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cdjswiss last won the day on January 25 2016

cdjswiss had the most liked content!

About cdjswiss

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    WRT Addict
  • Birthday 05/04/1937

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    A retired CERN experimental physicist with experience in micro-mechanics, so amateur watchmaking is a good choice to keep the mind and fingers active.

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  1. Hi!

    I have seen Your 50 USD pivot drill in the forum. I want to make one as well. Can You please send me detailed pictures of the tool? How did you shaped the female center on the drill side? Have You made it in different hole sizes? WHat is the thickness of the tool base? My guess is ~1cm. And what diameter has the other center rod?

    Tnak You! 

  2. Correction : in my previous post please read overcoil tweezers instead of overcoil pliers. I should also have pointed out that because of the taper, the round nosed pliers should be used gently on one side and then the other of the loop that is being closed. Another, perhaps better, suggestion is to make an overcoil-type pair of tweezers of large size, depending on the size of the mainspring barrel arbor, from a stout pair of brass tweezers. I have dug out this example that I used a couple of times before acquiring the pliers. The shaping was done with a couple of needle files; one round for the concave side and a flat one for the opposite side.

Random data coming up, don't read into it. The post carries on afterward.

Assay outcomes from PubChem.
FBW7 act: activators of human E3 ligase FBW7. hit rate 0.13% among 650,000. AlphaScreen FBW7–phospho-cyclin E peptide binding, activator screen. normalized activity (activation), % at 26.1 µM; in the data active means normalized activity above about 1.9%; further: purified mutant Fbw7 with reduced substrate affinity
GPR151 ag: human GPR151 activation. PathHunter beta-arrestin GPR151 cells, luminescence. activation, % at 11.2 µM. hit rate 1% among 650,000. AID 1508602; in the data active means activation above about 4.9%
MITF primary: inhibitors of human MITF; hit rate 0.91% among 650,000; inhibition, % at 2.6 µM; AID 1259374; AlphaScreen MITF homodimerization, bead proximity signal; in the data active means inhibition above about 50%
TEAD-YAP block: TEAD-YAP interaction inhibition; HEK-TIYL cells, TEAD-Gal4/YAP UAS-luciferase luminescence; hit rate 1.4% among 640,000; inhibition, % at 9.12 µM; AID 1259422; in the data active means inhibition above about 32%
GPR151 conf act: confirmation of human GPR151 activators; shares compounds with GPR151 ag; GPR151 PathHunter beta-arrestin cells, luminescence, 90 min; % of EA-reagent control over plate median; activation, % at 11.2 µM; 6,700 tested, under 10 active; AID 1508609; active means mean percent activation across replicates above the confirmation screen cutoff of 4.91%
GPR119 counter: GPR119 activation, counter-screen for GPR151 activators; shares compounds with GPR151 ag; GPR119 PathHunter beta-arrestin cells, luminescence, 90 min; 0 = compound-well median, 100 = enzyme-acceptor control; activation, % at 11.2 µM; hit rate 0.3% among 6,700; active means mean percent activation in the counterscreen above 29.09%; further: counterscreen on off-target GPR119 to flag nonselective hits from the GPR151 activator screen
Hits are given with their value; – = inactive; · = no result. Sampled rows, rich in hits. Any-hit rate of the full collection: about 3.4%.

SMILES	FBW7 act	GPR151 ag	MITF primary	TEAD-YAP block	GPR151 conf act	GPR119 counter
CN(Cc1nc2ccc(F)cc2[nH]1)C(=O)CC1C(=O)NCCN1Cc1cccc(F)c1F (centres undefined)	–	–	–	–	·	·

3. And here's my halfpenny worth: I would not use my precious overcoil pliers on mainsprings, even if I had a large enough size.. This is what I use: inexpensive and does the job perfectly.
  4. Geo and I vie with one another as to the way to polish acrylics. Both produce the fine end result, but I claim that my use of Micromesh enables me to quickly remove deep scratches then I go through the finer grades (10 seconds each grade) to produce the final high gloss with the 1200 grit. Ones source: eBay # 161727693512. If there is no discoloration all Hesacryl crystals can be restored to NOS condition.
  5. After struggling with cerium oxide slurries that fly around all over the shop when spun on a Dremel mop, I was encouraged by other members to use diamond pastes, now very cheap, oil based and faster than cerium oxide. Here is one source: eBay # 301295006953
  6. On some dials buds can cause damage (see previous post by wls1971). A very soft artists brush is the best way to apply a little wiping action. This would be the only addition to my suggestion to rinse in very dilute calcium remover. But try first with distilled water and a soft brush: Windsor and Newton water colour brush size 4 or 5 http://www.winsornewton.com/row/shop/brushes/water-colour/professional-water-colour-squirrel-brushes/pure-squirel-pointed-wash-brush-pure-squirrel-pointed-wash-brushes-size-0-brush-5250300 or equivalent.